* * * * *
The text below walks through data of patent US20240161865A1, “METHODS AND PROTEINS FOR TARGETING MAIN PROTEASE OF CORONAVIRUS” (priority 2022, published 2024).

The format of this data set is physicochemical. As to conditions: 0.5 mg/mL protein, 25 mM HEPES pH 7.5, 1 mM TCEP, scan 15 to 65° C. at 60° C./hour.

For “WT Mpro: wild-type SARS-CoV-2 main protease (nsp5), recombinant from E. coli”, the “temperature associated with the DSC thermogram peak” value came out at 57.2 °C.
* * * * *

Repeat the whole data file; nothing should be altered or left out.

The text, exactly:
The text below walks through data of patent US20240161865A1, “METHODS AND PROTEINS FOR TARGETING MAIN PROTEASE OF CORONAVIRUS” (priority 2022, published 2024).

The format of this data set is physicochemical. As to conditions: 0.5 mg/mL protein, 25 mM HEPES pH 7.5, 1 mM TCEP, scan 15 to 65° C. at 60° C./hour.

For “WT Mpro: wild-type SARS-CoV-2 main protease (nsp5), recombinant from E. coli”, the “temperature associated with the DSC thermogram peak” value came out at 57.2 °C.